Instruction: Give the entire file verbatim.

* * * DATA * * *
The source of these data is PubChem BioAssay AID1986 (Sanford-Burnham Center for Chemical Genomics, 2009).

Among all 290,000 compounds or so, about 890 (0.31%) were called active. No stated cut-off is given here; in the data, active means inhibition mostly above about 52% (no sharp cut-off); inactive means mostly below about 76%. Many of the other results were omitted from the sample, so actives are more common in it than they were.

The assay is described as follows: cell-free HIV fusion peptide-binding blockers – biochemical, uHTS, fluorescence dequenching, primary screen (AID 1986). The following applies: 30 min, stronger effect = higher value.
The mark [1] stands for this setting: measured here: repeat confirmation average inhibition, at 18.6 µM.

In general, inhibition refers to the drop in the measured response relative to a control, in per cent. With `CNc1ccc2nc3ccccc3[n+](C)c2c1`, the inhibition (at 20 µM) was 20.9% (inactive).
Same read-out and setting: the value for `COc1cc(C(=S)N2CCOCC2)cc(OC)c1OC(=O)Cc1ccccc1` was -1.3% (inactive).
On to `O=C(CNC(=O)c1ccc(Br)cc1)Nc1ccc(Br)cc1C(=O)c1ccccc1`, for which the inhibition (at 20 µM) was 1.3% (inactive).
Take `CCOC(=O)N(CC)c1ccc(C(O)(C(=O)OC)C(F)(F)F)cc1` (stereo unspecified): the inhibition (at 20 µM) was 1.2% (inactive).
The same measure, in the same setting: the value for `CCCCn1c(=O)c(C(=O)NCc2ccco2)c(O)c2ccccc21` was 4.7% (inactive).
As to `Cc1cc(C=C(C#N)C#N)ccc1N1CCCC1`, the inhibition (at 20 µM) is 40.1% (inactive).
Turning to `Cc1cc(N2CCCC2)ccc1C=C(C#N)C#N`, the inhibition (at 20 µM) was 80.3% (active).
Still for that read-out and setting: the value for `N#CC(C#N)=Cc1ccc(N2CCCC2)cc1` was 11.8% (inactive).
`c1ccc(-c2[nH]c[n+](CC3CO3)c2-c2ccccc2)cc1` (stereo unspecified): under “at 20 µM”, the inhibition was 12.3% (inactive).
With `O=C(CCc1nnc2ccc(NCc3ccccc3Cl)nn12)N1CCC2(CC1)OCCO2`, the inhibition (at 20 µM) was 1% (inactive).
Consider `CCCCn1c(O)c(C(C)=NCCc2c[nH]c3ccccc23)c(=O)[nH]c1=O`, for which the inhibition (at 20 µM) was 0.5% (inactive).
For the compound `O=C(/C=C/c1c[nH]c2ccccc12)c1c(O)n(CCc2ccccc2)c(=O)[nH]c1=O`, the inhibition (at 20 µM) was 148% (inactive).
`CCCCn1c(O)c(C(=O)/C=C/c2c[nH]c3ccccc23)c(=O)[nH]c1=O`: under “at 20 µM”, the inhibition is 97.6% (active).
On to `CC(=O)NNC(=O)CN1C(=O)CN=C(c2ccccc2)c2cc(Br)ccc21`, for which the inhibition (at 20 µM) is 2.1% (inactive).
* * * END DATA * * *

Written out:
The source of these data is PubChem BioAssay AID1986 (Sanford-Burnham Center for Chemical Genomics, 2009).

Among all 290,000 compounds or so, about 890 (0.31%) were called active. No stated cut-off is given here; in the data, active means inhibition mostly above about 52% (no sharp cut-off); inactive means mostly below about 76%. Many of the other results were omitted from the sample, so actives are more common in it than they were.

The assay is described as follows: cell-free HIV fusion peptide-binding blockers – biochemical, uHTS, fluorescence dequenching, primary screen (AID 1986). The following applies: 30 min, stronger effect = higher value.
The mark [1] stands for this setting: measured here: repeat confirmation average inhibition, at 18.6 µM.

In general, inhibition refers to the drop in the measured response relative to a control, in per cent. With `CNc1ccc2nc3ccccc3[n+](C)c2c1`, the inhibition (at 20 µM) was 20.9% (inactive).
Same read-out and setting: the value for `COc1cc(C(=S)N2CCOCC2)cc(OC)c1OC(=O)Cc1ccccc1` was -1.3% (inactive).
On to `O=C(CNC(=O)c1ccc(Br)cc1)Nc1ccc(Br)cc1C(=O)c1ccccc1`, for which the inhibition (at 20 µM) was 1.3% (inactive).
Take `CCOC(=O)N(CC)c1ccc(C(O)(C(=O)OC)C(F)(F)F)cc1` (stereo unspecified): the inhibition (at 20 µM) was 1.2% (inactive).
The same measure, in the same setting: the value for `CCCCn1c(=O)c(C(=O)NCc2ccco2)c(O)c2ccccc21` was 4.7% (inactive).
As to `Cc1cc(C=C(C#N)C#N)ccc1N1CCCC1`, the inhibition (at 20 µM) is 40.1% (inactive).
Turning to `Cc1cc(N2CCCC2)ccc1C=C(C#N)C#N`, the inhibition (at 20 µM) was 80.3% (active).
Still for that read-out and setting: the value for `N#CC(C#N)=Cc1ccc(N2CCCC2)cc1` was 11.8% (inactive).
`c1ccc(-c2[nH]c[n+](CC3CO3)c2-c2ccccc2)cc1` (stereo unspecified): under “at 20 µM”, the inhibition was 12.3% (inactive).
With `O=C(CCc1nnc2ccc(NCc3ccccc3Cl)nn12)N1CCC2(CC1)OCCO2`, the inhibition (at 20 µM) was 1% (inactive).
Consider `CCCCn1c(O)c(C(C)=NCCc2c[nH]c3ccccc23)c(=O)[nH]c1=O`, for which the inhibition (at 20 µM) was 0.5% (inactive).
For the compound `O=C(/C=C/c1c[nH]c2ccccc12)c1c(O)n(CCc2ccccc2)c(=O)[nH]c1=O`, the inhibition (at 20 µM) was 148% (inactive).
`CCCCn1c(O)c(C(=O)/C=C/c2c[nH]c3ccccc23)c(=O)[nH]c1=O`: under “at 20 µM”, the inhibition is 97.6% (active).
On to `CC(=O)NNC(=O)CN1C(=O)CN=C(c2ccccc2)c2cc(Br)ccc21`, for which the inhibition (at 20 µM) is 2.1% (inactive).